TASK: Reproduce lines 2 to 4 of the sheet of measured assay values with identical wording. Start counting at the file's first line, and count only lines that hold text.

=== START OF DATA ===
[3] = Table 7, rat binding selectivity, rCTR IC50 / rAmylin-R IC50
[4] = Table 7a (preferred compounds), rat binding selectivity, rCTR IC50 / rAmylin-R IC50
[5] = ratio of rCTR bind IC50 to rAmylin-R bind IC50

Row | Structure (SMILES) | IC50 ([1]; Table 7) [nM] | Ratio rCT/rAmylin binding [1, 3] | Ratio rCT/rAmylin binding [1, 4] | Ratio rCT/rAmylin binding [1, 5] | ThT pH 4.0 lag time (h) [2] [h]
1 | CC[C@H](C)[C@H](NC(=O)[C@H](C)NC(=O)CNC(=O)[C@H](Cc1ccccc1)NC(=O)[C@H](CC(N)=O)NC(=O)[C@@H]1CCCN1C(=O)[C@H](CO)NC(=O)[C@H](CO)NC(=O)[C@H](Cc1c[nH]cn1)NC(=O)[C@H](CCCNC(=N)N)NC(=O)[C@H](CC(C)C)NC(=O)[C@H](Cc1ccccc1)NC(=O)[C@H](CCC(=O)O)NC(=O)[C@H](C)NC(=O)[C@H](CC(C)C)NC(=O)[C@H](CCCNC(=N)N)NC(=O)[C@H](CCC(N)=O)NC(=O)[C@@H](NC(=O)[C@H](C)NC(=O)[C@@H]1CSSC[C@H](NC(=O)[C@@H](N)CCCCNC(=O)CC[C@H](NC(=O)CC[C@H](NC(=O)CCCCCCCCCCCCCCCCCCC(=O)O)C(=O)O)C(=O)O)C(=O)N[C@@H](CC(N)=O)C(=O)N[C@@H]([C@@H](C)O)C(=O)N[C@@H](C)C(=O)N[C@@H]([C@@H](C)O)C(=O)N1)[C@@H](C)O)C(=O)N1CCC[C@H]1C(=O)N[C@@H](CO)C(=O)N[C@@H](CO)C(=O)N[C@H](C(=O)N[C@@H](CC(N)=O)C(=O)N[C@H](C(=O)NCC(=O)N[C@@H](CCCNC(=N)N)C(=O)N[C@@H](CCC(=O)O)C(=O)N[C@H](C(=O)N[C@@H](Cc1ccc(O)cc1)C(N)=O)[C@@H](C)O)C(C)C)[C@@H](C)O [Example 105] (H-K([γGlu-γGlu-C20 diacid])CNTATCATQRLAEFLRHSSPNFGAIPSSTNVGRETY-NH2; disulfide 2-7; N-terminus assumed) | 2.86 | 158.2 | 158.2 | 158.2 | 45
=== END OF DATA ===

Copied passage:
[4] = Table 7a (preferred compounds), rat binding selectivity, rCTR IC50 / rAmylin-R IC50
[5] = ratio of rCTR bind IC50 to rAmylin-R bind IC50

Row | Structure (SMILES) | IC50 ([1]; Table 7) [nM] | Ratio rCT/rAmylin binding [1, 3] | Ratio rCT/rAmylin binding [1, 4] | Ratio rCT/rAmylin binding [1, 5] | ThT pH 4.0 lag time (h) [2] [h]